The college program allows students to join NROTC without applying for an NROTC National Scholarship. Once they are college programmers, they can take one of two routes:
College programmers are ranked amongst their peers within the NROTC unit. Their rankings are based on military aptitude and academic grades. High performers may be offered NROTC scholarships called CNET controlled or Leadership Scholarships. The NROTC college programmer is only competing with other students locally as opposed to nationally under the NROTC National Scholarship application process. The disadvantage is that no monetary benefits are provided for the first year during the ranking process.
Members under this program can earn a commission without earning a scholarship. If a college programmer has not been offered a CNET controlled or Leadership Scholarships by the end of their sophomore year and completion of four Naval Science Courses; the NROTC staff will submit them for "Advanced Standing" to the Chief of Naval Education and Training (CNET). If not accepted by CNET, the member is removed from the NROTC program. If accepted, the member will remain in the NROTC program and earn a monthly stipend of $350 a month. Upon graduation, the member will receive a commission in the US Navy or Marine Corps.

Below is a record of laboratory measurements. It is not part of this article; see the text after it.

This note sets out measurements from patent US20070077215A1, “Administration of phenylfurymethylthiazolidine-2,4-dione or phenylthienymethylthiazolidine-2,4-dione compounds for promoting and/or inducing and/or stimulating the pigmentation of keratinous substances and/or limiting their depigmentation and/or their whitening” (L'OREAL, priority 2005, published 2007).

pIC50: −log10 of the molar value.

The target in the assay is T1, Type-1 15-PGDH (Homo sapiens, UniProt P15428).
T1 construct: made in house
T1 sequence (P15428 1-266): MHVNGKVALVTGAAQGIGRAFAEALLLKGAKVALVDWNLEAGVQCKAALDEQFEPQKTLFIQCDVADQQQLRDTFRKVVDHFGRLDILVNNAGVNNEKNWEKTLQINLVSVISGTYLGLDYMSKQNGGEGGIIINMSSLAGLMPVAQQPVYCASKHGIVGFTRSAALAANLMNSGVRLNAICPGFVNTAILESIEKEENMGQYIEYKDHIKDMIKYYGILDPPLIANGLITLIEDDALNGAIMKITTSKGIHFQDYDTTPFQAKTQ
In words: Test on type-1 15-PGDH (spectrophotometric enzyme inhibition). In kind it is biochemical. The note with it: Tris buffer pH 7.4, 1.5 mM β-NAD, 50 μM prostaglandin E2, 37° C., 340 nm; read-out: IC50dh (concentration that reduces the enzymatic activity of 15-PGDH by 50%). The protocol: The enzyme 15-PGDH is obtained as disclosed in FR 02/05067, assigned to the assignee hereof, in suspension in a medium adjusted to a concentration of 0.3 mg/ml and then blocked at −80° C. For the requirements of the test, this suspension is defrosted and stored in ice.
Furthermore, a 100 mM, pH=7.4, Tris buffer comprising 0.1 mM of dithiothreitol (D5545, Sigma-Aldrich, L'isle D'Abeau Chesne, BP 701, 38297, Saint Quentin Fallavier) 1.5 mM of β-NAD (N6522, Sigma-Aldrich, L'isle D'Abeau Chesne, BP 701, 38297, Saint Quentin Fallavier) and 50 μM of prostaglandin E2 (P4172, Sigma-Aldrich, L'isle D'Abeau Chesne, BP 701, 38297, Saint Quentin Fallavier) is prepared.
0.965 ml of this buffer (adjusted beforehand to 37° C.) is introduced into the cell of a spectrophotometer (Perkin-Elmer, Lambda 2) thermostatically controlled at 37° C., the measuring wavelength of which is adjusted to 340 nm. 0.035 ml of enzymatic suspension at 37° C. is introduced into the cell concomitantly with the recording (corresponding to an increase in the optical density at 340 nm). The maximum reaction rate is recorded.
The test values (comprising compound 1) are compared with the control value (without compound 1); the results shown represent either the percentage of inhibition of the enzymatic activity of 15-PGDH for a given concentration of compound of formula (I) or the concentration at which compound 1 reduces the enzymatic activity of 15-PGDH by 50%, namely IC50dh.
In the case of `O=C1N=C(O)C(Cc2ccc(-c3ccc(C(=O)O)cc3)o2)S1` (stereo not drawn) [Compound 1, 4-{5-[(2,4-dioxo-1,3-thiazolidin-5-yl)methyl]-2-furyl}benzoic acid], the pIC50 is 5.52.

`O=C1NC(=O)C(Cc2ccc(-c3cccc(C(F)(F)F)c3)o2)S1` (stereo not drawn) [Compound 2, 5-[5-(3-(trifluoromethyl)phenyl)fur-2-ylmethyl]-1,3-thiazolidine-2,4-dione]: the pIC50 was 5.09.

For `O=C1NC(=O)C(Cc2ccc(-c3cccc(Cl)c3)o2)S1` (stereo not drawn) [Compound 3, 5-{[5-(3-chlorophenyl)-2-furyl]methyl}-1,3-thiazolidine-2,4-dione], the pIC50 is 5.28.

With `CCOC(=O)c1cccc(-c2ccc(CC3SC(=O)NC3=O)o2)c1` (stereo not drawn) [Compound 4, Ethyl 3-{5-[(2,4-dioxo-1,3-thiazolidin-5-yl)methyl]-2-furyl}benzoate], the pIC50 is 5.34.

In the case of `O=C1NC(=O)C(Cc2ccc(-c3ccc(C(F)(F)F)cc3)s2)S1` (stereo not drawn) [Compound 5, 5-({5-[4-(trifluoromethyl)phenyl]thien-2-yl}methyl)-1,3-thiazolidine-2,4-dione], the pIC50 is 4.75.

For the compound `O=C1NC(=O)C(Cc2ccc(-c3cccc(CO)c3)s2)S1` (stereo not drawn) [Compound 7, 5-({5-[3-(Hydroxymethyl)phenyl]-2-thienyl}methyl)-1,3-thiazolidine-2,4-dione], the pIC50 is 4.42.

Application Deadline - July 15th, 2016
- NROTC uniforms and Naval Science books provided
- College Program students selected for "advanced standing" receive a stipend for maximum of 20 months. Advance standing is only available starting the junior year of college. Stipend per academic month is $350 junior year and $400 senior year
- Must be a current high school senior or college freshmen
- No SAT or ACT requirements
- College programmers, unlike scholarship students, are not required to take Calculus I and II or Physics I and II. However it is strongly recommended that they fulfill at least the Calculus I and/or Physics I requirements if they desire to be competitive for scholarship opportunities. Also it is of note that the Navy is looking for those with technical degrees
- If a college programmer earns a scholarship, they must fulfill all the requirements of the NROTC scholarship program